There are three worlds in traditional Jain cosmology. The middle world is where human beings and animals live, and sits between the upper and the lower worlds.
Cycle of birth, life, death and rebirth caused by karma binding to the soul as a result of activities. Only by destroying all karma can this perpetual cycle finish in mokṣa – liberation. The karma gained in life affects the next life, and even future lives, for example:
  • in which of the three worlds the life is lived out
  • which of four conditions – gati – the body takes, namely human, divine, hellish or as a plant or animal.
In common use it refers to any sacred text. However, strictly speaking, it means an extremely concise style of writing, as illustrated in the Tattvārtha-sūtra, or a verse.
The highest of the three worlds in Jain cosmology , the home of the various types of gods .
To Jains the universe is composed of two types of space. A Sanskrit term meaning 'world space', loka-ākāśa is a vast but limited area, where all humans, deities and all other forms of life live. Here the souls live and travel through the cycle of rebirths. Outside it is 'non-world space' – aloka-ākāśa.
Sanskrit word for 'king' and the name of the king of the gods in the Saudharma heaven. Called Śakra by Śvetāmbaras and known as Saudharma to Digambaras, this deity is involved in all five auspicious moments – kalyāṇakas – in a Jina's life.
A classical language of India, originally used by priests and nobility. Sanskrit has a rich literary and religious tradition. With only a few thousand native speakers nowadays, it is predominantly used in Hindu religious ceremonies and by scholars.
The language that developed in Gujarat, in western India. It is also spoken in neighbouring states. Also a term for someone or something associated with or coming from Gujarat.
A term for any of the dead vernacular languages of ancient and medieval India. It may be contrasted with classical Sanskrit, the language used by priests and the aristocracy. The Jains used a large variety of Prakrits, with the Jain canon written chiefly in Ardhamāgadhī Prākrit.
Three worlds
In Jain cosmology three worlds make up world space, where life exists:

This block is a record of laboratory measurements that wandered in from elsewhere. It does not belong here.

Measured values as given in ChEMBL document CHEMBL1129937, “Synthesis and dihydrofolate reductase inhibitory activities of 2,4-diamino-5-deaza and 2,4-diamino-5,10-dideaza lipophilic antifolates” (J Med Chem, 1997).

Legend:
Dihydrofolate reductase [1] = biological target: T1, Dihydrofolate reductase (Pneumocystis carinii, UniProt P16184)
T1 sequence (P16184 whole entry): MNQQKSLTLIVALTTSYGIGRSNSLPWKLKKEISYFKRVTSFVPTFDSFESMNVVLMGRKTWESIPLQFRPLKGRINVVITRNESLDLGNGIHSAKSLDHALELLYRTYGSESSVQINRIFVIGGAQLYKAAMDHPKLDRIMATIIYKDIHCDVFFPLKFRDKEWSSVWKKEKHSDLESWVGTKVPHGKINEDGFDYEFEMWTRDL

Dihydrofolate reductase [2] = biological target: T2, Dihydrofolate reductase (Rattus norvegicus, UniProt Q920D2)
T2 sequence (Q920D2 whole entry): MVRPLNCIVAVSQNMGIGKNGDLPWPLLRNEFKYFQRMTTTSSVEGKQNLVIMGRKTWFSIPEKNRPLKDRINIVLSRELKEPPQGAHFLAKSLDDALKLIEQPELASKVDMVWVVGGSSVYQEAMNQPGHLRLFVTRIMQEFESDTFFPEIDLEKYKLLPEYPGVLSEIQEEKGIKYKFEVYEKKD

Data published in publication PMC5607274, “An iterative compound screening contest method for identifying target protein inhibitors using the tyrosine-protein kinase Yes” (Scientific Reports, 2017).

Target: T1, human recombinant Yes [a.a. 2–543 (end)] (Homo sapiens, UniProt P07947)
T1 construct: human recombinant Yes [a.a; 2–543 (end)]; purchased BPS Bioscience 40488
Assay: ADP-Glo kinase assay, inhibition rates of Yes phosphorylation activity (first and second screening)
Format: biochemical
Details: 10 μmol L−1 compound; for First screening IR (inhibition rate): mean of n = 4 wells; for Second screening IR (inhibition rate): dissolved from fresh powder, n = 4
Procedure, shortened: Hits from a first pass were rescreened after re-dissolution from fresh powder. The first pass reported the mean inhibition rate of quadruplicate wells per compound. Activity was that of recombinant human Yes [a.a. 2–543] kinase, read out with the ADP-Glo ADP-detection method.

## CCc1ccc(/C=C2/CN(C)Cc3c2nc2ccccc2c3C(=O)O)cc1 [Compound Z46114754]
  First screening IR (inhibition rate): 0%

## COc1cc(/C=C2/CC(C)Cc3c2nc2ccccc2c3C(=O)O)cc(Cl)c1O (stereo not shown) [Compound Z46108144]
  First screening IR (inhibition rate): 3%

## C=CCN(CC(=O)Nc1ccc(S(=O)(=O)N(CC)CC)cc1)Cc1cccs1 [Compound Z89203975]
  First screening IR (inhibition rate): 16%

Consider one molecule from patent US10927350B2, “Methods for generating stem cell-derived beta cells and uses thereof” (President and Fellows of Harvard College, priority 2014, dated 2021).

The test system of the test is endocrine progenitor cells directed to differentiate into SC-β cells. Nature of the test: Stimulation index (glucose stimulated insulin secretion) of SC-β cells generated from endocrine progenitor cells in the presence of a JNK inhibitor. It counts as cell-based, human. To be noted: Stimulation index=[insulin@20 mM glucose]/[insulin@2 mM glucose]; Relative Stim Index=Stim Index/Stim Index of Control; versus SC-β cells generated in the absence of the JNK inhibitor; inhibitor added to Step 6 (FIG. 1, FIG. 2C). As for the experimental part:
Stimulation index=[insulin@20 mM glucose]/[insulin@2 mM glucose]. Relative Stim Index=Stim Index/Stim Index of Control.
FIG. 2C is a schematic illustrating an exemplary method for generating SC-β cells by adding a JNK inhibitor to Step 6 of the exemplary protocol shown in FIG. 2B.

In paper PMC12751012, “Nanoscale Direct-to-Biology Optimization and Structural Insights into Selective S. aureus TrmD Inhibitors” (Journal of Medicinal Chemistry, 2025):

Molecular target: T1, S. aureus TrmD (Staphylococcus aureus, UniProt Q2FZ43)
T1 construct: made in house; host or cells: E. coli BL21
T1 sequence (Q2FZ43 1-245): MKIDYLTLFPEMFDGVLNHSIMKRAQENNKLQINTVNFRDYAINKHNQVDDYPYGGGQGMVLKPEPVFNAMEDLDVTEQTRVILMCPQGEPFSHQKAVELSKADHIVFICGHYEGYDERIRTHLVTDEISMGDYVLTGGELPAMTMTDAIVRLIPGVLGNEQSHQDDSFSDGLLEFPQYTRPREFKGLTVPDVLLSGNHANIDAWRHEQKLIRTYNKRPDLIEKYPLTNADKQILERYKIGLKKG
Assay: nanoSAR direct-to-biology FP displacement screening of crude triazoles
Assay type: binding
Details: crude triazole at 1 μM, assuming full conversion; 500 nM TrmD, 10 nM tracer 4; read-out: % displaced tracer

• ūrdhva-loka – upper world
  • madhya-loka– middle world
  • adho-loka – lower world.
These are frequently represented in art as the Cosmic Man, a human figure whose legs stand for the lower world, whose waist symbolises the middle world and whose torso represents the upper world.
Deities in the upper world of the Jain universe, who each have celestial vehicles or mounts. There are 26 in the Śvetāmbara tradition and 39 according to the Digambara sect. There are two types:
  • the kalpopapanna-devas in the lower heavens
  • the kalpātīta-devas in the higher heavens.
A single sheet of paper or parchment with a front and a back side. Manuscripts and books are written or printed on both sides of sheets of paper. A manuscript page is one side of a sheet of paper, parchment or other material. The recto page is the top side of a sheet of paper and the verso is the underside.
An essay explaining a text. Commentaries on the scriptures are common in the Jain tradition and there are various types, including the:
  • bālāvabodha
  • bhāṣya
  • cūrṇi
  • niryukti
  • ṭīkā.
The fifth 'pillar' or duty of Islam, the hajj is a pilgrimage to Mecca, in modern Saudi Arabia. The hajj consists of a number of rituals performed over certain days in the last month of the Islamic calendar.
The everyday or common language spoken by people in a particular country or region, often contrasting with the literary form or the national or official language. Similarly, vernacular architecture reflects local conditions and conventions more than other considerations, such as national or international design trends, and may be built by non-professional architects.